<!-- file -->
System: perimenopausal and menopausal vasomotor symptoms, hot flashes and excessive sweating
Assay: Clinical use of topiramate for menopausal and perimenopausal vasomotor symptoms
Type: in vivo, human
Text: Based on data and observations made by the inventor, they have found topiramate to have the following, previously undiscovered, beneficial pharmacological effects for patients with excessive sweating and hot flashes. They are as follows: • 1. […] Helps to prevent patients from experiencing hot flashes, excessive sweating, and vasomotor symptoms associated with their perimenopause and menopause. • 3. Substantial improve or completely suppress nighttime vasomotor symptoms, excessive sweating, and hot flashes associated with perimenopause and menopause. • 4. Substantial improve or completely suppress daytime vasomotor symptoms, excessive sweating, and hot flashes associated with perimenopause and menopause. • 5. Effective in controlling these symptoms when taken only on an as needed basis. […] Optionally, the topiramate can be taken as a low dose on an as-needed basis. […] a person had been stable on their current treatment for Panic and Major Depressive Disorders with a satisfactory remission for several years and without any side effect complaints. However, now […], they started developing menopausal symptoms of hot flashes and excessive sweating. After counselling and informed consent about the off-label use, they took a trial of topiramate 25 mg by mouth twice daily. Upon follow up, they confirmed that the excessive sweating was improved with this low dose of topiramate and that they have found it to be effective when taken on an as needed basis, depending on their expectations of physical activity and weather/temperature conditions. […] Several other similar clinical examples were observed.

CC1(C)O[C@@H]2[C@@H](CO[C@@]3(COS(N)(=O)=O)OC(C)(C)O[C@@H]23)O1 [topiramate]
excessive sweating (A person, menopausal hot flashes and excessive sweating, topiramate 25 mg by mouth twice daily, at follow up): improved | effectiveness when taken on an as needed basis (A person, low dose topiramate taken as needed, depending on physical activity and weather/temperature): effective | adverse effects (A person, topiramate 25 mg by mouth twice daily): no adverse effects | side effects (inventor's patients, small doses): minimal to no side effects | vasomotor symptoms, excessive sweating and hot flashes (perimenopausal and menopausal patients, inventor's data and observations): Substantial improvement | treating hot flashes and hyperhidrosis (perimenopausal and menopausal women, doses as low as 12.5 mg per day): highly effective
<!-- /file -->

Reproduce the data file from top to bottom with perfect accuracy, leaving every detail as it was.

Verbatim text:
System: perimenopausal and menopausal vasomotor symptoms, hot flashes and excessive sweating
Assay: Clinical use of topiramate for menopausal and perimenopausal vasomotor symptoms
Type: in vivo, human
Text: Based on data and observations made by the inventor, they have found topiramate to have the following, previously undiscovered, beneficial pharmacological effects for patients with excessive sweating and hot flashes. They are as follows: • 1. […] Helps to prevent patients from experiencing hot flashes, excessive sweating, and vasomotor symptoms associated with their perimenopause and menopause. • 3. Substantial improve or completely suppress nighttime vasomotor symptoms, excessive sweating, and hot flashes associated with perimenopause and menopause. • 4. Substantial improve or completely suppress daytime vasomotor symptoms, excessive sweating, and hot flashes associated with perimenopause and menopause. • 5. Effective in controlling these symptoms when taken only on an as needed basis. […] Optionally, the topiramate can be taken as a low dose on an as-needed basis. […] a person had been stable on their current treatment for Panic and Major Depressive Disorders with a satisfactory remission for several years and without any side effect complaints. However, now […], they started developing menopausal symptoms of hot flashes and excessive sweating. After counselling and informed consent about the off-label use, they took a trial of topiramate 25 mg by mouth twice daily. Upon follow up, they confirmed that the excessive sweating was improved with this low dose of topiramate and that they have found it to be effective when taken on an as needed basis, depending on their expectations of physical activity and weather/temperature conditions. […] Several other similar clinical examples were observed.

CC1(C)O[C@@H]2[C@@H](CO[C@@]3(COS(N)(=O)=O)OC(C)(C)O[C@@H]23)O1 [topiramate]
excessive sweating (A person, menopausal hot flashes and excessive sweating, topiramate 25 mg by mouth twice daily, at follow up): improved | effectiveness when taken on an as needed basis (A person, low dose topiramate taken as needed, depending on physical activity and weather/temperature): effective | adverse effects (A person, topiramate 25 mg by mouth twice daily): no adverse effects | side effects (inventor's patients, small doses): minimal to no side effects | vasomotor symptoms, excessive sweating and hot flashes (perimenopausal and menopausal patients, inventor's data and observations): Substantial improvement | treating hot flashes and hyperhidrosis (perimenopausal and menopausal women, doses as low as 12.5 mg per day): highly effective